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What do you get when you mix an elf, a gnome, a halfling, and a warrior? Magic, mayhem, and loads of sarcasm.
Glolindir thought he knew all about magic until he came face to face with his very first monster. He only survived thanks to:
Lloyd, the gallant spiritblade as talented as he is reckless.
Seth, the mysterious halfling whose knives are nearly as sharp as his tongue.
Aksel, the quiet gnome whose very touch can heal.
Unfortunately, that was just the beginning of their troubles. The little town of Ravenford is in desperate need of heroes. Before Glo and his friends know it, they are up to their necks in monsters and worse.
It all comes to a disastrous head when they confront a dark force in the ruins outside of town. Outclassed and overpowered, the only thing that can save them now is their wits and a bit of luck.
- Which book of yours should someone reading this buy first?
- Describe your perfect day.
- Sleep late. 80 degrees and sunny. No humidity. Spend the day with family, outdoors. Soak up the sun and surf. Good meal and movie at night. Maybe roast some smores over a fire.
- Coffee or Tea?
- Both. Decaff in the morning, and tea in the afternoon, and evening.
- Describe your writing routine.
- I’m an outliner. I use spreadsheets to summarize the story before I delve into the details. I sketch the characters out before I write, but the often change as I go along. Well developed characters tend to have a mind of their own and tend to disrupt your plans as your writing. I’ve often hit a road block where a character will tell me “no way am I doing that!” It’s just not in their nature. I have to then learn to write around it or change the plot point to fit the character. The outline itself will probably go through multiple iterations before I start writing. Crucial plot points can change previous scenes and the flow is also important. If things are moving too slow or too fast, I try to even it out (for my sake and the reader’s.) Once the outline is done, I dive into the full blow story. I tend to break it up into scenes like a movie and strive to finish a chapter at a time. After I finish a scene, I will review it for grammar and cohesiveness one or more times. When I finish a chapter, I’ll review it in its entirety.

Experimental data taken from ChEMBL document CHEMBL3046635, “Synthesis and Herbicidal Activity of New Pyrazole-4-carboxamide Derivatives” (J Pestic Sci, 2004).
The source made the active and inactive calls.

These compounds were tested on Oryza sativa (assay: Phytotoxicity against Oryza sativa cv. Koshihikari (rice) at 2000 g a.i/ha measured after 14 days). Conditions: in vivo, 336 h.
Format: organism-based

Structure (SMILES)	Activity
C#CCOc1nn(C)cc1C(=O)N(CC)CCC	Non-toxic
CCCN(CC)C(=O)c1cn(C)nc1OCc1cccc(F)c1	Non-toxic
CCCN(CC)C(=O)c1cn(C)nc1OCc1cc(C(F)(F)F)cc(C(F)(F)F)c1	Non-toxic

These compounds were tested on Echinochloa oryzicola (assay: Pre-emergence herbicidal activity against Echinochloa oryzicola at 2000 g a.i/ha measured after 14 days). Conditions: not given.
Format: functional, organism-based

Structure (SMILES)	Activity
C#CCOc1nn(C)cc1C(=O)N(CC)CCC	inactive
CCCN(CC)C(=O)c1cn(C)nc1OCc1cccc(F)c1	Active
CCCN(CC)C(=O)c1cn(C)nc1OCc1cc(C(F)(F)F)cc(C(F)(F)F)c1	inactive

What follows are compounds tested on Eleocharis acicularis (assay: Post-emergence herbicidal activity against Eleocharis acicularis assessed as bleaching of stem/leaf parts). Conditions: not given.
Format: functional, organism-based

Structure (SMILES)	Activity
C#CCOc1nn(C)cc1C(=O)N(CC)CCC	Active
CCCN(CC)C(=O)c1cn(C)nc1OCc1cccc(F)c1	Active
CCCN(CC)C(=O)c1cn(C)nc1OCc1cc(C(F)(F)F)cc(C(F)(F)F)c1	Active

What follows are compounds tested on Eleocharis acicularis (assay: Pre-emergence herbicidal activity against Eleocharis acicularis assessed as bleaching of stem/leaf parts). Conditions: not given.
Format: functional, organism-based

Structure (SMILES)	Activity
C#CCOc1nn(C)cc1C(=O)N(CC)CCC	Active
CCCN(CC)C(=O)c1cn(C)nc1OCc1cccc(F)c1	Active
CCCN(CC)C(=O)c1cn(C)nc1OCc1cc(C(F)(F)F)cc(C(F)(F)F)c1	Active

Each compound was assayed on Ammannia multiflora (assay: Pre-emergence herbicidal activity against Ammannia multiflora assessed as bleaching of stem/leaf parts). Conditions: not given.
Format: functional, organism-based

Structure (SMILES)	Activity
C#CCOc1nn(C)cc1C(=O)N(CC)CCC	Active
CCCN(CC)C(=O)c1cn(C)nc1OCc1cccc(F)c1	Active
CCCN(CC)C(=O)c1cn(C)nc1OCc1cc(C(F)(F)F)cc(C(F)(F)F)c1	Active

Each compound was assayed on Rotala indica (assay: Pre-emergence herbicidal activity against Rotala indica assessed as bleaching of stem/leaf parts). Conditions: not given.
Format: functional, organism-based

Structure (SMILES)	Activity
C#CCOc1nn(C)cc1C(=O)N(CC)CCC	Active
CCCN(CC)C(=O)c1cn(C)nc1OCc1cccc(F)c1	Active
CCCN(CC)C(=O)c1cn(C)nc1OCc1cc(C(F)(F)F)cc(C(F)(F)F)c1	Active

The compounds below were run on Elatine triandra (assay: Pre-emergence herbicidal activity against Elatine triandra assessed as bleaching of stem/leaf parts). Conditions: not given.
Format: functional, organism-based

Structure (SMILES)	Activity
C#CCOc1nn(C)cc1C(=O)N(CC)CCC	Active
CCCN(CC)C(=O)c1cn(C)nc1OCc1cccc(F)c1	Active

- Name 5 books that aren’t yours but people should read.
- How many books do you try and read a year?
- Try? That’s tough. Between work, family, and writing, I’ve got little time to read. When I do, it’s usually to review fellow author’s unwritten works.
- What genre do you write in?
- Fantasy, Young Adult
- What genre would you like to write in one day?
- Sci Fi.
- Do you read your book reviews? How do you process them, good vs. bad. Do you give some more weight than others? Like Amazon vs. Goodreads reviews.
- Yes, I read them, both good and bad. It’s great to know what people like and even what they don’t like, as long as it’s constructive criticism. I weight them equally, unless it’s a bad review and there is no supporting description for their opinion. I probably tend to read Amazon review more, but both are absolutely worthwhile.
- Does your family support your career as a writer?
- Yes. It’s actually a hobby since I’m still a full time software developer.
- What is your favorite Character you’ve written?
- It’s a toss up between Lloyd and Seth. Lloyd is the most genuine character you will ever meet. In some ways, he is the archetypical hero – athletic, good looking, always doing what’s right. However, he is also quite modest and shy. Seth, on the contrary, is an extremely sarcastic character. His shady past makes him distrustful of everyone. He is also inclined to say whatever he is thinking without holding back. He’s that voice in everyone’s head that never gets expressed in real life.
- How long were you a part-time writer before you became a full-time one?
- I am still a part time writer. Hopefully I can retire in a few years and then go full-time.
- What does literary success look like to you?
- Having a dedicated following of readers. Making enough off my books to support writing and publishing new ones, although a small profit wouldn’t hurt. Overall, being able to entertain folks with my stories and have them want me to write more.
- How many unpublished and half-finished books do you have?
- One book I just finished writing and is with my editor. Though I have ideas for about 3 more books.
- What is your patronus / Howarts House / Ilvermorny House?
- Dragon, Gryffindor, Horned Serpent
- Advice for new Authors: What’s the best way to market your books?
- Try to cover as many mediums as possible: eBook, print, and audio. KDP Select is a good way to go to start out since it promotes page reads. Stay away from Amazon Marketing Services, or use sparingly at best – it can be super costly. Try and build up a newsletter base. I like to use C. L. Cannon and AXP Authors for that.
- Do you Indie Publish or Traditional Publish? Explain if you’d like.
- When I started out, I had a friend who already published a number of books with Amazon. It seemed like a fairly easy process, so I started with KDP. I still work full time as a software developer, so being an indie author works well for me. I recommend that if you already have a job and can’t commit to a publishing schedule.